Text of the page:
You will need
- Cotton wool balls
- Clean, empty plastic bottles (two litres)
- Paper napkins
Before you begin
- Make some dirty water by mixing soil, mud, and water in a large clear bottle. It’s even better if the soil contains bits of dried leaf, grass, and other debris. Shake it well to mix.
- Use scissors to cut the clean, empty plastic bottles. Cut the top third off—it doesn’t need to be an exact measurement as long as the bottom section of the bottle is noticeable bigger than the top part. You might find it easier to pierce the bottle with the point of the scissors first.
- Set up tables with the same equipment on each: one cut empty bottle, cotton wool, paper napkins, and gravel or stones. Set up one table for each group—it’s up to you how many groups you want to have.
Talk about water
- Everyone should think about the difficulties some people go through to access clean and safe drinking water.
- The person leading the game should explain that millions of people live without easy access to water.
Make a water filter
- Everyone should split into groups and each group should go to a table with equipment.
- Each group should put the top half of the plastic bottle (with the bottle top) upside down inside the bottom half. The top half should rest inside the bottom half, like a funnel. The funnel-like top half will be the filter, and the bottom half will hold the filtered water.
- The person leading the activity should show everyone the bottle of dirty water they’ll be filtering.
- Each group should decide what order to layer the materials in their funnel to make their filter. They can use as much or as little of each material as they like.
Test the water filters
- Once each group has finished their filter, the person leading the activity should test each one by slowly pouring some of the dirty water in the top.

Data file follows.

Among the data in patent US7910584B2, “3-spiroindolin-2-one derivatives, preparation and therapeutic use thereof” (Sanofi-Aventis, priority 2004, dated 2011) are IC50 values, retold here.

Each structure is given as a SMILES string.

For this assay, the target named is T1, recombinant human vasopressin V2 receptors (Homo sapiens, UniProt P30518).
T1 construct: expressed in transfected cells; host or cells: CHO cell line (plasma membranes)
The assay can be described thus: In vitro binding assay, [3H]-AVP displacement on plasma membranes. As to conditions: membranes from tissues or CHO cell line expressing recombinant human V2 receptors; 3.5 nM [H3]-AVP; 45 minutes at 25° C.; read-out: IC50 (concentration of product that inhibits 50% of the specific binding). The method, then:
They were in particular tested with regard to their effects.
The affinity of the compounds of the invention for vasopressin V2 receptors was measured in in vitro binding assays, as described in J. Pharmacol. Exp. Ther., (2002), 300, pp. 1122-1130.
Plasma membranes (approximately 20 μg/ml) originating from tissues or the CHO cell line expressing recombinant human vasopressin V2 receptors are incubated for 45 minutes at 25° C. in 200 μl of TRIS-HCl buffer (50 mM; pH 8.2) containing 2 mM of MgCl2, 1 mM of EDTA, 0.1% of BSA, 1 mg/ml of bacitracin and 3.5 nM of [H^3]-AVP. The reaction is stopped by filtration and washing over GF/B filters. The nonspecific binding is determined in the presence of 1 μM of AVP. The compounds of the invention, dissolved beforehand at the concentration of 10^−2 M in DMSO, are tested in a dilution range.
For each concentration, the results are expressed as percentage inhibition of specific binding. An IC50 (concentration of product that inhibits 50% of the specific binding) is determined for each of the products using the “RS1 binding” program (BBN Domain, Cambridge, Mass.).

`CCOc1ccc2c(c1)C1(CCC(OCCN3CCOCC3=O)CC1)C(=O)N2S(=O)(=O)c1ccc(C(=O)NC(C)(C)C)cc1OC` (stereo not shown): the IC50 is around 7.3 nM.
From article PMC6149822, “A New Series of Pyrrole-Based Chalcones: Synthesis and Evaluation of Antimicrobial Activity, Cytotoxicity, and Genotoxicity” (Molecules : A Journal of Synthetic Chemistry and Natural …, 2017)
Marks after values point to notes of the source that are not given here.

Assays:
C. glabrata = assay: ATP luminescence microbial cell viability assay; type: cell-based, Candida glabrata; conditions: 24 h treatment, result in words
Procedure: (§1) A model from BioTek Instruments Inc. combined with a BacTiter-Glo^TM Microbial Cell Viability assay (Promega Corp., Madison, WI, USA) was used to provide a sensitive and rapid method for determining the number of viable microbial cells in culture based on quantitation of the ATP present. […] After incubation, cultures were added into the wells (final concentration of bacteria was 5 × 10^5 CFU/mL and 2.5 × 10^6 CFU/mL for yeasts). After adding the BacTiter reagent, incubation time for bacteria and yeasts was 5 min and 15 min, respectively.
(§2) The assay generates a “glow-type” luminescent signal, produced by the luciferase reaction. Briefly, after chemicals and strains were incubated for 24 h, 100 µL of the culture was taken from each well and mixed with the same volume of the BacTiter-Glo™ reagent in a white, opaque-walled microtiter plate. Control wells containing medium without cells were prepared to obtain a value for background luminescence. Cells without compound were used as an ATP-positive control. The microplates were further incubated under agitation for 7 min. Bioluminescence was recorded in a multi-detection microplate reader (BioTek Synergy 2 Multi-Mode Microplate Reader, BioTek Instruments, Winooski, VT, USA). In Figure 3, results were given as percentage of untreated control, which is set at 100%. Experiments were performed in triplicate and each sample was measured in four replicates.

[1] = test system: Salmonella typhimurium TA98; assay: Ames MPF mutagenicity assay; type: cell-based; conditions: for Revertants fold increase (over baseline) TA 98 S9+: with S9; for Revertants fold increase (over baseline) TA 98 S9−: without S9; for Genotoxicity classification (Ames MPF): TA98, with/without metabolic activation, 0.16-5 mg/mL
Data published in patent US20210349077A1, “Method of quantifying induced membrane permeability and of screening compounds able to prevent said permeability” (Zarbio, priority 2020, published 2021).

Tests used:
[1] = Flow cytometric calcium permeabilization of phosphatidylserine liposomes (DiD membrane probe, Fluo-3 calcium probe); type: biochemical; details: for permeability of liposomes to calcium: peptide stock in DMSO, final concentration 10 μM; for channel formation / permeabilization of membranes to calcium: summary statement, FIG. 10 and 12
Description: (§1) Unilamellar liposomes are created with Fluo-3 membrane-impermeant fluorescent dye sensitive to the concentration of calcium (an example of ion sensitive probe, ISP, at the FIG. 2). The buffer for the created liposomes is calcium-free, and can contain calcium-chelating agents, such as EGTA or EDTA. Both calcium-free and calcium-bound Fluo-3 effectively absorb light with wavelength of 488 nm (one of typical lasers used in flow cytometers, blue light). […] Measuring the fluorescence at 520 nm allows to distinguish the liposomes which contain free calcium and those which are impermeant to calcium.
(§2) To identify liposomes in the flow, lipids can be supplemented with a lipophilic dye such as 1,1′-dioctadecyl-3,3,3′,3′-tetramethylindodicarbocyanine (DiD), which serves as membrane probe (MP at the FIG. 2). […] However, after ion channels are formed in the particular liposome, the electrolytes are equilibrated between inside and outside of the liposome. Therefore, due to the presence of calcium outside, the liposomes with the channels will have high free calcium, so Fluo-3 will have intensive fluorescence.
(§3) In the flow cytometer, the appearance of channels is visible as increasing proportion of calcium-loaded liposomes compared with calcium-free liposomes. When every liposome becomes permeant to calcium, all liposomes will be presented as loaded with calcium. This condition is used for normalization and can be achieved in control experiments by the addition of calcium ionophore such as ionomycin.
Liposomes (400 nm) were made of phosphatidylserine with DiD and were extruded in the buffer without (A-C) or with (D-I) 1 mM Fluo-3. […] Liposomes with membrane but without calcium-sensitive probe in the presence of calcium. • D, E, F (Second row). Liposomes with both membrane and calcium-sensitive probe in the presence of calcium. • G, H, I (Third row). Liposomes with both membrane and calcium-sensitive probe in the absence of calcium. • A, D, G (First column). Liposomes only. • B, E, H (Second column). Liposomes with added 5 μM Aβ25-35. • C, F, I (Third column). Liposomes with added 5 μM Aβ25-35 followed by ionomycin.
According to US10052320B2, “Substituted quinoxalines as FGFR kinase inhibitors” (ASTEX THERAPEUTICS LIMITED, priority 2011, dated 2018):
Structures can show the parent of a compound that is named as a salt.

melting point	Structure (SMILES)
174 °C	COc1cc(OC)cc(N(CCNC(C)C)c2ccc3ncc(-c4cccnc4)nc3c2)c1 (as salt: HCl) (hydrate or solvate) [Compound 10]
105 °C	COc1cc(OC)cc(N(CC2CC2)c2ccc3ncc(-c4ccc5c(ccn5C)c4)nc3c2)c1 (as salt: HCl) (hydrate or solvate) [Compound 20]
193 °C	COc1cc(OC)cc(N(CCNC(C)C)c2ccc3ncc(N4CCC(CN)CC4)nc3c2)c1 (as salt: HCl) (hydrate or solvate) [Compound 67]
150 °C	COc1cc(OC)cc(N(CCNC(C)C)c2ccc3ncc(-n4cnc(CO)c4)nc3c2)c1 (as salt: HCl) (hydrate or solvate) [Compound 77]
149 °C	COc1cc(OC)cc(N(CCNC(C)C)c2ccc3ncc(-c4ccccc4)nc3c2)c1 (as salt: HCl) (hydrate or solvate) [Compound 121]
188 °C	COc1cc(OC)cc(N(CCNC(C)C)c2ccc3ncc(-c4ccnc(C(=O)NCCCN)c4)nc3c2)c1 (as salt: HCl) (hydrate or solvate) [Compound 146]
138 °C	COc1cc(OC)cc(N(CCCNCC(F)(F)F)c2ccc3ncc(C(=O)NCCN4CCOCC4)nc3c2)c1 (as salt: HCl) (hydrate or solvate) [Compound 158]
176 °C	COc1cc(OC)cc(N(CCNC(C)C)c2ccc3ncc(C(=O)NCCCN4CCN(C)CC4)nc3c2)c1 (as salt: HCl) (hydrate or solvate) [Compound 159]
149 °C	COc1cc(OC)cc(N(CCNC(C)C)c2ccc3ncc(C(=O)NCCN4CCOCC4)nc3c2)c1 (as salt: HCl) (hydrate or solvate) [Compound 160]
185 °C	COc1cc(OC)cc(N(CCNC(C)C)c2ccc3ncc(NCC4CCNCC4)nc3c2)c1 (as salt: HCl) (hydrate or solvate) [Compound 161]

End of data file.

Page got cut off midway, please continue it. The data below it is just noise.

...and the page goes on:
- Everyone should talk about which filters worked best, and why. They should rearrange the materials (or add or take away materials) to see what works best.
- The person leading the activity could rinse or wipe out the bottles, so everyone can have another go.
- At the end, the person leading the activity should get rid of all of the water by emptying it down a drain or sink. No one should drink the filtered water as it may still be unsafe.
This activity reminded you that you’re an international citizen. The person leading the game might give you a cup of clean tap water to sip while you think about the activity. How far do some people travel to get clean water? Imagine having to walk a long way, and carrying heavy bottles or buckets home. What activities would you miss out on if you had to walk a long way to collect water? Imagine that the water in your cup is all you have for the whole day. Would it make you more careful with your water?
This activity was also a chance to practice problem solving. How did you decide what to put into your filter first? Did you look at the dirty water to help you make decisions? Did you test the filter, and then change things based on the results?
Supervise young people appropriately when they’re using scissors. Store all sharp objects securely, out of the reach of young people
- Rubbish and recycling
All items should be clean and suitable for this activity.
- Gardening and nature
Everyone must wash their hands after the activity has finished. Wear gloves if needed. Explain how to safely use equipment and set clear boundaries so everyone knows what’s allowed.
Make it accessible
All Scout activities should be inclusive and accessible.